Fairy tales of russian writers. Contents. Free games.


 

A collection Fairy tales from Russia.
Sergei Aksakov: The little scarlet flower.

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Then her father spoke thus,  "What is it, my dear darling daughter? Why do you not take the flower you so desired? There is none finer in the whole wide world."
The youngest daughter took the Little Scarlet Flower, reluctantly it seemed, kissed her father's hands and shed burning tears of sorrow. By and by, the elder daughters hurried in, still rapturous with delight, having tried out their father's presents. Then everyone took his place at oaken tables covered with white embroidered tablecloths, laden with choice sweetmeats and meads; and they all set to eating and drinking, refreshing themselves and comforting their father with soothing speeches.
Towards evening, guests began to arrive and the merchant's house was soon filled with good friends and kinsfolk and lovers of good cheer. Till midnight the company sat and talked, and never had the honest merchant seen so grand an evening of feasting in his home;
and he, like all the company, marvelled whence everything had come-the gold and silver dishes and the fantastic viands such as had never graced his house before.
In the morning, the merchant summoned his eldest daughter, recounted all his adventures, from beginning to end, and asked her would she save him from a terrible death by going to live with the Beast of the Forest, Denizen of the Deep. But the eldest daughter refused outright, saying,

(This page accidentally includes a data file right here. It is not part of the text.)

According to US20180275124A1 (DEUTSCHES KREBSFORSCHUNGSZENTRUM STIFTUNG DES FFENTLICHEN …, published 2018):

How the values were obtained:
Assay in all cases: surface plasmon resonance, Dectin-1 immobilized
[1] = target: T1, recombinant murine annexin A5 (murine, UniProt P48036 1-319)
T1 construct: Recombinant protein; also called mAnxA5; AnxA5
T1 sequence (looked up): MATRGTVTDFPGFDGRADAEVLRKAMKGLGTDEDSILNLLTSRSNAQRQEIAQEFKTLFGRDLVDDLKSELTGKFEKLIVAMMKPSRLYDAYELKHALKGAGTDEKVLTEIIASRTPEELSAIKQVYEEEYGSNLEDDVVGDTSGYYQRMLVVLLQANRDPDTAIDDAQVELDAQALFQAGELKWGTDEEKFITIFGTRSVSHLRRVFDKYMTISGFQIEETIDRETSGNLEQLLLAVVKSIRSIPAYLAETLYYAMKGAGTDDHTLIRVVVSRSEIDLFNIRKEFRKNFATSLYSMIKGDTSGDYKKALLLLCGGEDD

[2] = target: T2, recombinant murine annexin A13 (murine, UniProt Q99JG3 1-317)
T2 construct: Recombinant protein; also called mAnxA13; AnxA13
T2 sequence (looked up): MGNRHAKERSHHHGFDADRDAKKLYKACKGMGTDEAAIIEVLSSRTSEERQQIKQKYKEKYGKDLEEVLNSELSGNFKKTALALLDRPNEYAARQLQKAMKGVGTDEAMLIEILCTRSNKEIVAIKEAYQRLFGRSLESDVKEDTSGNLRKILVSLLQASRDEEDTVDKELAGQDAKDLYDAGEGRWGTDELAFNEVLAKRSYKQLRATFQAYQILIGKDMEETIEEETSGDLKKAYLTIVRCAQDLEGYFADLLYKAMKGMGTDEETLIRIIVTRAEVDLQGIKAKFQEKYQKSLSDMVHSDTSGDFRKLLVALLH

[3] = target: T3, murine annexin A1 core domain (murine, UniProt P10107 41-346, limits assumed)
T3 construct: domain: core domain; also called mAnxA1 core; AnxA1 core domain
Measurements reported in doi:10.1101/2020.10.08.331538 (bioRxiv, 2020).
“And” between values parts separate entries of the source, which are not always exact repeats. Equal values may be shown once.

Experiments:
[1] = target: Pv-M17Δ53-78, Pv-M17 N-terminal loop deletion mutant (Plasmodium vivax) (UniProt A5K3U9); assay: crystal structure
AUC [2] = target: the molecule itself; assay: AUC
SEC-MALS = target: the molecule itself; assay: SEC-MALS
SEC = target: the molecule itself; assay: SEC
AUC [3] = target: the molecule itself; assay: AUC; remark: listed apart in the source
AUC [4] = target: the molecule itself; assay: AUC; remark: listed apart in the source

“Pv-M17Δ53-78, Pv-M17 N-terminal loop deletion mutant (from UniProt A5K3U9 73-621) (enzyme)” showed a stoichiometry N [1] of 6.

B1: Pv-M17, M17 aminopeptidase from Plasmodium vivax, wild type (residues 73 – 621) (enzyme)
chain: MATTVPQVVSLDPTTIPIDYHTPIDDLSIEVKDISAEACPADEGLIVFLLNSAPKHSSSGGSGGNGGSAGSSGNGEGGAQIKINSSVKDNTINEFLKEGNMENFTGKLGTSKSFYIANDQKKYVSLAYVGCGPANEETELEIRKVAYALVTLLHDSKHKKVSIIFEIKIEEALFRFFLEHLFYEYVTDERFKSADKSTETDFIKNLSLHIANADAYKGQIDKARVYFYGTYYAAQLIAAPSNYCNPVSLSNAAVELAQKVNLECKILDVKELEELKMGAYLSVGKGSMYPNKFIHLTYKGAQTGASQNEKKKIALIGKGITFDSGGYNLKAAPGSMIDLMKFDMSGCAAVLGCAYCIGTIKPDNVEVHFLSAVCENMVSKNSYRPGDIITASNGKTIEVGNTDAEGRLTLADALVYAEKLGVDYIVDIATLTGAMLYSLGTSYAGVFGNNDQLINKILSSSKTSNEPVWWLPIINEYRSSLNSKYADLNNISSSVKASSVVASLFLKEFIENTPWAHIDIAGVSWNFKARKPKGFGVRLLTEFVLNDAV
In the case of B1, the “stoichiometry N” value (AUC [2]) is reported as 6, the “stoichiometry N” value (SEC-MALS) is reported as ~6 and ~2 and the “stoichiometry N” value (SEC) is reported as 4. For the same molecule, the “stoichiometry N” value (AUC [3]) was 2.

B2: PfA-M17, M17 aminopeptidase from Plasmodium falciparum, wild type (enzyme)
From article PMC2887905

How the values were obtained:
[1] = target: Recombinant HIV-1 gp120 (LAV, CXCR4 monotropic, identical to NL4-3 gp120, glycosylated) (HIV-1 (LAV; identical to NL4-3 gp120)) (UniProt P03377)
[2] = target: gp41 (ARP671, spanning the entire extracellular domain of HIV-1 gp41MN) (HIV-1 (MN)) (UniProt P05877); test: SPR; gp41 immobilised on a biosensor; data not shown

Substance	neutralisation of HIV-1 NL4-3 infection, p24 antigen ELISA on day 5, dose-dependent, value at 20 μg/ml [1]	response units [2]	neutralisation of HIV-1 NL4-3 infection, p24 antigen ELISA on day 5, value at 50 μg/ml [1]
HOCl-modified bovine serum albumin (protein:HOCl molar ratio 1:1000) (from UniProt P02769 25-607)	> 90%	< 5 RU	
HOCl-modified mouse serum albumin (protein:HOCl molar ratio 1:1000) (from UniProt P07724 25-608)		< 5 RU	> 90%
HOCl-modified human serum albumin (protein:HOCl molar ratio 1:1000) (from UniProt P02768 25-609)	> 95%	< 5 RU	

"Let it be that daughter who desired the Little Scarlet Flower-let her go and save her father."
So the honest merchant summoned his second daughter, told her all that had befallen him, from beginning to end, and asked her would she save him from a terrible death by going to live with the Beast of the Forest, Denizen of the Deep. But the second daughter refused outright, saying,
"Let it be that daughter who desired the Little Scarlet Flower-let her go and save her father."
Then the honest merchant summoned Ms youngest daughter and began telling his story, from beginning to end; yet even before he had time to finish, the beloved youngest daughter fell upon her knees before him and said,
"Give me your blessing. Sire, my dear father. I will go to the Beast of the Forest, Denizen of the Deep, and live with him. It was for me you fetched the Little Scarlet Flower and it is my duty to rescue you."
Tears filled the honest merchant's eyes as he embraced Ms be-loved youngest daughter, and he spoke these words to her, "0 my dear, good, kind daughter, youngest and fondest, may a father's blessing be upon you for saving your father from a cruel death and for going of your own free will and desire to live with the awesome Beast of the Forest, Denizen of the Deep, You will live in his palace, in great splendour and ease; but where that palace is, no one knows and no one can tell, for there is no way to it by horse or foot-not even for bounding beast or swift-flying bird. We shall hear no word or news of you, nor you of us. I know not how I will live out my days of anguish, never seeing your sweet face, nor hearing your tender words... I part with you for ever and ever, as if I were burying you alive in the earth."

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